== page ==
Jackie13
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Discussion id : 108-940
most recent 15 MAR 18 SHOW ALL
 
Initial post 1 MAR 18 by Marigold
I have tried to get Jaune Dezprez from all these sellers. None of them have it.
One offered twice to grow it. Going on two years and still no rose.
I had this rose growing in my garden in southern california and it was such a delight.
I don't understand why no one grows it.
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Reply #1 of 3 posted 1 MAR 18 by Jay-Jay
You might grow it Yourselves from cuttings.
One of the members in The States offers it for cuttings.
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Reply #2 of 3 posted 1 MAR 18 by Patricia Routley
Marigold - are you saying that you have tried to buy it from all the twenty U.S. nurseries that HelpMeFind shows as carrying this rose?
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Reply #3 of 3 posted 15 MAR 18 by Marigold
The Antique Rose Emporium has it and I have purchased one from them.
Mia coppa
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Discussion id : 103-395
most recent 25 JUL 17 HIDE POSTS
 
Initial post 25 JUL 17 by Patricia Routley
1862 F. C. Davis, Reedbeds, near Adelaide
p13. Nois. Jaune Desprez Fawn and yellow, tinted with rose, very fragrant.
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Discussion id : 88-943
most recent 29 OCT 15 HIDE POSTS
 
Initial post 29 OCT 15 by CybeRose
Annales de la Société d'Horticulture de Paris, 13: 206-207 (Sept 1833)

1°. Noisette-Desprez, Noisette jaune. C'est sous le premier de ces noms que M. Pirolle a décrit cette Rose dans les N°s d'août et septembre 1831 des Annales de la Société d'Agronomie pratique, et c'est sous le dernier nom qu'on en parle plus généralement dans le monde amateur de belles fleurs. On la doit à M. Desprez, propriétaire amateur, à Yèble, près Guignes (Seine-et-Marne); elle paraît être le résultat d'une graine du Bengale-Bourbon, fécondée par un Rosier-Noisette. M. Desprez n'a cependant donné aucun renseignement à cet égard; mais le port et la vigueur de la plante rappellent un Rosier-Bourbon, tandis que la fleur rappelle un Rosier-Noisette, et le tout constitue ce qu'on appelle un hybride.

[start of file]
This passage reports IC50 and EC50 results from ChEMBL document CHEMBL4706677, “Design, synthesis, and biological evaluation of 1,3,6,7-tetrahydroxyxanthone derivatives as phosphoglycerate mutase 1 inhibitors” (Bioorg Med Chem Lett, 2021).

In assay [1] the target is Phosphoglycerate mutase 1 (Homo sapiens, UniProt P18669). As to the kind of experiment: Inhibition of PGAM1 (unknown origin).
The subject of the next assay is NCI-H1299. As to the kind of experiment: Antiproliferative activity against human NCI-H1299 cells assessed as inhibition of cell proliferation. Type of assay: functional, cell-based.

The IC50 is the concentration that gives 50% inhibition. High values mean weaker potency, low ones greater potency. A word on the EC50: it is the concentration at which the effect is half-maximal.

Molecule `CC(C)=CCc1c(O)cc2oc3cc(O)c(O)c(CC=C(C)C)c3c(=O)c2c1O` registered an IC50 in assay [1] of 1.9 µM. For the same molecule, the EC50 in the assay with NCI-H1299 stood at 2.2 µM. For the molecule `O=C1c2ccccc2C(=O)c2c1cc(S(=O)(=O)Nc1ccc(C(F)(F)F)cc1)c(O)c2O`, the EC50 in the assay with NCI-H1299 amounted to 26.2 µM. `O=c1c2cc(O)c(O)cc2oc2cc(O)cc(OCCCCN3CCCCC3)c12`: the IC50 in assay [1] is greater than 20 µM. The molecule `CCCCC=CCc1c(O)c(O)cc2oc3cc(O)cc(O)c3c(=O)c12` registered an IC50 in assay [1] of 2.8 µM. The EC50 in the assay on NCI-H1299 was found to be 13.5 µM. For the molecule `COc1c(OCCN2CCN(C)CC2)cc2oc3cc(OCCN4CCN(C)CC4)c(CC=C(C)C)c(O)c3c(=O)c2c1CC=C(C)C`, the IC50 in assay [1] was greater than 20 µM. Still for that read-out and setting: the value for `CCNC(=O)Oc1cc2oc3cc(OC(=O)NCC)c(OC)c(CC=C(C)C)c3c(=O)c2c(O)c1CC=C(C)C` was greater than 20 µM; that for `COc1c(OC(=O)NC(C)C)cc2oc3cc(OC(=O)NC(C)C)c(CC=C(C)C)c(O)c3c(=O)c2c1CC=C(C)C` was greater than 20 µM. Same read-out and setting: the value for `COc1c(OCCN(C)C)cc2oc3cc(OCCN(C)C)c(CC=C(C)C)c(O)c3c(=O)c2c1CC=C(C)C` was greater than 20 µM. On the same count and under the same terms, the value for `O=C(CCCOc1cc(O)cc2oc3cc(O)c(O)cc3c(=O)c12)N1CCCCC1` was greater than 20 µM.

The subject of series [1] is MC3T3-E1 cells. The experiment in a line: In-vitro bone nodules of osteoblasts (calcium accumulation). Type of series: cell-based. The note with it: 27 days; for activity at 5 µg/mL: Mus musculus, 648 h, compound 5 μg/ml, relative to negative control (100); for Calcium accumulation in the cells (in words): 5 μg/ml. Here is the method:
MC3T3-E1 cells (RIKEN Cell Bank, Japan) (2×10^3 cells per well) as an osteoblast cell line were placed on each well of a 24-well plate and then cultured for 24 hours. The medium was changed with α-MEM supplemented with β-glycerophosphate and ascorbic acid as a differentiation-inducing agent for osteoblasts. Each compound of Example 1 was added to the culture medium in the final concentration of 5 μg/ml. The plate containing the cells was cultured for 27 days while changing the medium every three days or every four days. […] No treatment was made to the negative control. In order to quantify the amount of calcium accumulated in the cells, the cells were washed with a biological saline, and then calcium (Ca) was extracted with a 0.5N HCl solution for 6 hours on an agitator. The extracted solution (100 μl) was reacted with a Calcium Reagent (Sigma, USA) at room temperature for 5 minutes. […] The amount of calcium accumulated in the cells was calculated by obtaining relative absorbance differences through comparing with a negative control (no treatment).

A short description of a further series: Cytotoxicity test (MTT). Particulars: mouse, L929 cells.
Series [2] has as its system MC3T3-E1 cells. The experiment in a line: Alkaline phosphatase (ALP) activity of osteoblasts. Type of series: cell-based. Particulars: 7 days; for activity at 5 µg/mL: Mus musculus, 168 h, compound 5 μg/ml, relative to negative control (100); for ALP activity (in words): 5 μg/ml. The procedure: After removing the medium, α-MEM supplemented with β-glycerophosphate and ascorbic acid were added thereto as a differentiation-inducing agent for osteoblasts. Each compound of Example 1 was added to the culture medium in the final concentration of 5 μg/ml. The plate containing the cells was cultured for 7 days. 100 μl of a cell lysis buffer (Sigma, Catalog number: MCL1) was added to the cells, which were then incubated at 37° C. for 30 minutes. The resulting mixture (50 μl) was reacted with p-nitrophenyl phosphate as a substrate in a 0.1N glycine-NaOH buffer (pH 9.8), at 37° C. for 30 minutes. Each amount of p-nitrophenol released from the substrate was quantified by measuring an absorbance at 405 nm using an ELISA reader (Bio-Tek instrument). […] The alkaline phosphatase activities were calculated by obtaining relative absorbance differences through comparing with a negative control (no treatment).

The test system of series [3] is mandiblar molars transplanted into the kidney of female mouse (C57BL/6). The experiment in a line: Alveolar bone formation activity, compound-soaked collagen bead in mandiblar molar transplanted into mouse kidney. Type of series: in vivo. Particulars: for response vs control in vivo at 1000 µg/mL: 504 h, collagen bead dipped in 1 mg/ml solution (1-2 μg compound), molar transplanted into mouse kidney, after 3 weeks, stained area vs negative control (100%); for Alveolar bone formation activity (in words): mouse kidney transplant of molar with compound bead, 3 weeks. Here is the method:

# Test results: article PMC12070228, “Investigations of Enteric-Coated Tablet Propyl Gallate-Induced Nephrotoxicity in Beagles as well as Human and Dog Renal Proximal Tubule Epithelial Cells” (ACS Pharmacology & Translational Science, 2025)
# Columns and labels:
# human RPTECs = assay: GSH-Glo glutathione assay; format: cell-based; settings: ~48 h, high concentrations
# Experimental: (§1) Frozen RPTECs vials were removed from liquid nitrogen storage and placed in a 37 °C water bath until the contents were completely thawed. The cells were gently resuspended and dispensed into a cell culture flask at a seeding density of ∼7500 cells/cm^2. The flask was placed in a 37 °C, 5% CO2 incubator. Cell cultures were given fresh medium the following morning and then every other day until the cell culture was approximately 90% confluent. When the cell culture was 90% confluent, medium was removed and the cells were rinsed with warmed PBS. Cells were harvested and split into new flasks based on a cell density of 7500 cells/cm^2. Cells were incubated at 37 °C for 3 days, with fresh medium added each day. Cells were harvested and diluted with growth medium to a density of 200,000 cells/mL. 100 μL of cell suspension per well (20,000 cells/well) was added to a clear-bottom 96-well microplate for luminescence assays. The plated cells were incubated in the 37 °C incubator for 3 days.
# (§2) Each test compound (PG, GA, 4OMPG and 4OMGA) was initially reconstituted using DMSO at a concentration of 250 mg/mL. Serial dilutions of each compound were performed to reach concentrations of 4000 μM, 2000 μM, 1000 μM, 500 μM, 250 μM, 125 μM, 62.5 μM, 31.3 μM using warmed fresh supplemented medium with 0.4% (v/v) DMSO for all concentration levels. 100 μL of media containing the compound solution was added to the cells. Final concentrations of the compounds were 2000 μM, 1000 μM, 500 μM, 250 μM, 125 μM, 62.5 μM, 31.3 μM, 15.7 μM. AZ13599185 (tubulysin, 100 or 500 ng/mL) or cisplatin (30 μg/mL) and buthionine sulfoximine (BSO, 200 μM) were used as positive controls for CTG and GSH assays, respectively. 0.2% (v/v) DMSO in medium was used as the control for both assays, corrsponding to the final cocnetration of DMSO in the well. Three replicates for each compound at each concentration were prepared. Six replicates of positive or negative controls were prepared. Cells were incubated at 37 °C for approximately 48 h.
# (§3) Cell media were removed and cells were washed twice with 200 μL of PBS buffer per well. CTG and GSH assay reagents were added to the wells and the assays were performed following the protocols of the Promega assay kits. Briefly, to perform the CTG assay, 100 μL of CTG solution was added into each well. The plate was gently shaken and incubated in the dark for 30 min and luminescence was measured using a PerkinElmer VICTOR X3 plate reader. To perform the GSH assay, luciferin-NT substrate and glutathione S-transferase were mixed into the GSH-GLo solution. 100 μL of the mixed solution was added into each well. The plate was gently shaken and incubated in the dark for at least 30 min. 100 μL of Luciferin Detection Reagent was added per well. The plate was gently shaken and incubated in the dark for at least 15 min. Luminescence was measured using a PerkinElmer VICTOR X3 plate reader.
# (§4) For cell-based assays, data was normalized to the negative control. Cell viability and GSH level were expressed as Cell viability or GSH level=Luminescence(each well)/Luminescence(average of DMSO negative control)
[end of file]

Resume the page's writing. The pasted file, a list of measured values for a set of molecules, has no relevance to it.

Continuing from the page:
[... it appears to be the result of a seed of the Bengal-Bourbon, pollinated by a Noisette rose. M. Desprez , however, has given no information in this regard; but the plant's carriage and vigor are reminiscent of a Bourbon, while the flower resembles a Noisette, and the whole is what is called a hybrid.]

La Noisette-Desprez est un arbrisseau vigoureux, se soutenant bien, et dont les aiguillons sont violàtres et épais; ses feuilles sont grandes, bien étendues, coriaces, d'un très beau vert luisant, à cinq folioles ovales, acuminées, bordées de dents émoussées et nombreuses, le pétiole commun est garni d'aiguillons en dessous, et le dessous de la nervure médiane de la foliole terminale est même assez souvent muni aussi de quelques aiguillons à la base quand les feuilles sont très grandes.

Fleurs terminales au nombre de trois à cinq sur chaque rameau, portées sur des pédicelles assez longs et assez flexibles pour qu'elles ne se nuisent pas réciproquement; les pédicelles sont purpurins, un peu pubescens, ainsi que les ovaires et les calices qui restent verts; les ovaires sont ovales-oblongs et les sépales peu ou point ailées; la fleur est pleine, large de 30 à 36 lignes, à pétales extérieurs larges, concaves et formant la soucoupe comme une Cent-Feuilles, à pétales inférieurs roulés en torsade, les uns et les autres d'un jaune-nankin ou ventre-de-biche lavé de rose dans la partie supérieure: l'odeur en est suave, et quelques personnes y trouvent celle d'un Ananas mûr.

On ne peut confondre cette Rose intéressante avec aucune autre, et elle conservera toujours une place distinguée dans les collections même les plus épurées.